New Hampshire Foxes Displaying Symptoms of Canine Distemper

CONCORD, NH — Deceased gray foxes displaying symptoms of Canine Distemper have been reported recently in the Upper Connecticut River Valley and southern New Hampshire. The NH Fish and Game Department and the NH Department of Agriculture, Markets & Food advise the public to be aware of this situation and to be diligent about keeping pet vaccinations current.

Canine distemper is a naturally occurring viral infection spread by close animal contact, such as den (sleeping quarter) sharing. According to NH Fish and Game Department furbearer biologist Patrick Tate, the rate at which the virus is spread among wildlife depends upon the density of animals on the landscape. As a species population increases, the virus is more easily transmitted by increased numbers of individuals interacting. Among wildlife, canine distemper can occur in foxes, coyotes, skunks, raccoons, mink, weasel, fisher and otter. Behavioral symptoms indicative of canine distemper include tameness, confusion, and high-risk daytime activity such as walking down, or standing near, busy streets during times of peak human activity such as mid-day. Displayed symptoms occur late during the infection, and most animals suffer from neurological complications.

Canine distemper is fatal to wildlife. There is no effective means for vaccinating wildlife against the disease, nor is there any cure to treat an animal after infection. Fortunately, canine distemper is not transferable to humans.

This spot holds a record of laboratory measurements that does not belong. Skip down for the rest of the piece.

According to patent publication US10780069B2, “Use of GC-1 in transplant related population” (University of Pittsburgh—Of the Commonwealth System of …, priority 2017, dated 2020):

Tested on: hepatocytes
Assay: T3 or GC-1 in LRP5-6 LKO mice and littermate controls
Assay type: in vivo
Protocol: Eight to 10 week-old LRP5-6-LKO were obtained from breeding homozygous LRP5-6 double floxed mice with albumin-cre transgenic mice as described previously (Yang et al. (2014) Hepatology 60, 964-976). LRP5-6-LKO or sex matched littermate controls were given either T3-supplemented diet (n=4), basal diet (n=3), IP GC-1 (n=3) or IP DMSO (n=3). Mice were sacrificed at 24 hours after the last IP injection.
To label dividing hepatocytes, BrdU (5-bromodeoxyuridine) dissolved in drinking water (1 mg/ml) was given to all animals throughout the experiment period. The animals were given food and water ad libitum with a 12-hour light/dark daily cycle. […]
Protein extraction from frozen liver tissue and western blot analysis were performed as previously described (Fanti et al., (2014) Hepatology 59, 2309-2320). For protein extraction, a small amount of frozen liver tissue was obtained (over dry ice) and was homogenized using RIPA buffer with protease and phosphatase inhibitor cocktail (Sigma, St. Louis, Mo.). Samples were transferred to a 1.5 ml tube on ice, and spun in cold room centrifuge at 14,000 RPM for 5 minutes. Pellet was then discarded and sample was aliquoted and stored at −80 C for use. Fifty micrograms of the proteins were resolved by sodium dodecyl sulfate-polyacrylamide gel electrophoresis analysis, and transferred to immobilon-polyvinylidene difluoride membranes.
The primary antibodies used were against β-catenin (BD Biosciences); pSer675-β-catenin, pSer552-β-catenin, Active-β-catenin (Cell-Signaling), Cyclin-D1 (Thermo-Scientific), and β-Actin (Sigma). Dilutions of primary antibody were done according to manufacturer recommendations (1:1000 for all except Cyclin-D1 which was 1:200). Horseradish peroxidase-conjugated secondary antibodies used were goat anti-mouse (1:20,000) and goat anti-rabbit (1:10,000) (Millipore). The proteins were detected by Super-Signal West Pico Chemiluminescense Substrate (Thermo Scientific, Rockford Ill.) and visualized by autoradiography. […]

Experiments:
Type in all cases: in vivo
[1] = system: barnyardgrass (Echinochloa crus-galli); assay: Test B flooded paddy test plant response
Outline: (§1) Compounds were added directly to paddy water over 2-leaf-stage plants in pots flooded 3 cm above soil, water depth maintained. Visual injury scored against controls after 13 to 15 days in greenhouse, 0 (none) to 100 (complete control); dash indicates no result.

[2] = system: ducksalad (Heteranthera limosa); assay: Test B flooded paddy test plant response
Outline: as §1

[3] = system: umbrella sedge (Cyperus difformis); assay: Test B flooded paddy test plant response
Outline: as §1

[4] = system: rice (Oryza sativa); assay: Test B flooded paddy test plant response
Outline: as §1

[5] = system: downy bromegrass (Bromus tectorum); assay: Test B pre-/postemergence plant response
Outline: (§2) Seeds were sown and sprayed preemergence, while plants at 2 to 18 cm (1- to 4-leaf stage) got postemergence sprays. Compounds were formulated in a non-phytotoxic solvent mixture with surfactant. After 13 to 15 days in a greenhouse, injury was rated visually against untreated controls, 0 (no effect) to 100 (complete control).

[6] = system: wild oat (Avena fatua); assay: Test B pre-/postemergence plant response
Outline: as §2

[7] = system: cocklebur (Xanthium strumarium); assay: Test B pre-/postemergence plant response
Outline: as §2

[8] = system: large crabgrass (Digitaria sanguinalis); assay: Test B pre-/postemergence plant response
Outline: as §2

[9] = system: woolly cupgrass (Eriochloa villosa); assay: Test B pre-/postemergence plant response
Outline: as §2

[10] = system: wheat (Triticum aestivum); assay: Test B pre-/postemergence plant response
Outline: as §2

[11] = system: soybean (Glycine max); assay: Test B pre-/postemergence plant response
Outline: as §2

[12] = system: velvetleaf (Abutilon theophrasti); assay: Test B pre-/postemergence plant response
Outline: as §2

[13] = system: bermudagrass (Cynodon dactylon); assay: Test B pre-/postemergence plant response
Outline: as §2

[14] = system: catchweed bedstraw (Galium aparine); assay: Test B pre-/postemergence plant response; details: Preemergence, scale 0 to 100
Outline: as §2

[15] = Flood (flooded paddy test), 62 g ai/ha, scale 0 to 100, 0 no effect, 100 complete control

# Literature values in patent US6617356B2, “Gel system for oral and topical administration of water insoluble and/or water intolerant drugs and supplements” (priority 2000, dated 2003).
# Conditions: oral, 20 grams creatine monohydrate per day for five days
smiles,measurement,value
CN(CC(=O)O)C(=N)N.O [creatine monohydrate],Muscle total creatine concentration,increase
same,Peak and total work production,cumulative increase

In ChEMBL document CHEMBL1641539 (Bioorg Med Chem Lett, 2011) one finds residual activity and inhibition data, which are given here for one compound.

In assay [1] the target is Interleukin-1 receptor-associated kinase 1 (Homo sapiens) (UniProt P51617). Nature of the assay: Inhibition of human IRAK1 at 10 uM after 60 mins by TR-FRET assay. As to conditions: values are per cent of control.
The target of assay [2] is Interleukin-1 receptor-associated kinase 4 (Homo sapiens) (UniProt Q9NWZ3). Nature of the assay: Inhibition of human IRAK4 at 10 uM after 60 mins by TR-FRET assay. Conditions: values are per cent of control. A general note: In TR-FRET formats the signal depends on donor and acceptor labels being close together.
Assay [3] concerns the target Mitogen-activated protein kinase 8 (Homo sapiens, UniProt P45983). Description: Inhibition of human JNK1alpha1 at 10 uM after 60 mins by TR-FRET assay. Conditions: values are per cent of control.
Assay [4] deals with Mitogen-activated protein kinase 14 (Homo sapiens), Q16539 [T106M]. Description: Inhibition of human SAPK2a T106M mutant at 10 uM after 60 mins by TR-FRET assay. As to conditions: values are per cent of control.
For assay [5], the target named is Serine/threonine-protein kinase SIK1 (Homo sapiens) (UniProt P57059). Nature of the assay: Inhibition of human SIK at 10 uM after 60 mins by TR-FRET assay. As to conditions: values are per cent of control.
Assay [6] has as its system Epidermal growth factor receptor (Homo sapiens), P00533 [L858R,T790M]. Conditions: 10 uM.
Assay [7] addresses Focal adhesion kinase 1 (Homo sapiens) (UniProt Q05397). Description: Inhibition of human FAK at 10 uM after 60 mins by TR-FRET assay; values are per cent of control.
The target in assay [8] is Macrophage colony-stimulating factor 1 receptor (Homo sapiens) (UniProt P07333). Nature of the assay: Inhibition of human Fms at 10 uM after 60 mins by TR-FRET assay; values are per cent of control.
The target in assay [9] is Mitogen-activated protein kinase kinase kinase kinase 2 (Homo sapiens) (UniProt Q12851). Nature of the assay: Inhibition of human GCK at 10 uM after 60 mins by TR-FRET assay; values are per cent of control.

Pet owners take note:

Canine distemper can be transferred to domestic dogs and ferrets. Cats cannot get canine distemper, however there is an unrelated virus called feline distemper that targets cat species.

Domestic animals can easily be vaccinated to prevent infections. Regular revaccination is the number one step in safeguarding pets. Like wildlife, there is no treatment for domestic animals once infected. Distemper is often fatal, and animals that survive usually have permanent nervous system damage.

It is important to note the majority of incidents of wildlife reported with canine distemper occur during the spring and summer, when wildlife are most active breeding and raising young. Domestic dogs can be infected at any time of the year. Given the scenario at hand, it is important for owners to discuss distemper vaccination with their veterinarians and monitor pet activity outdoors to prevent interactions with wildlife. Anyone who believes their pet may have been exposed to or be suffering from canine distemper should contact their veterinarian.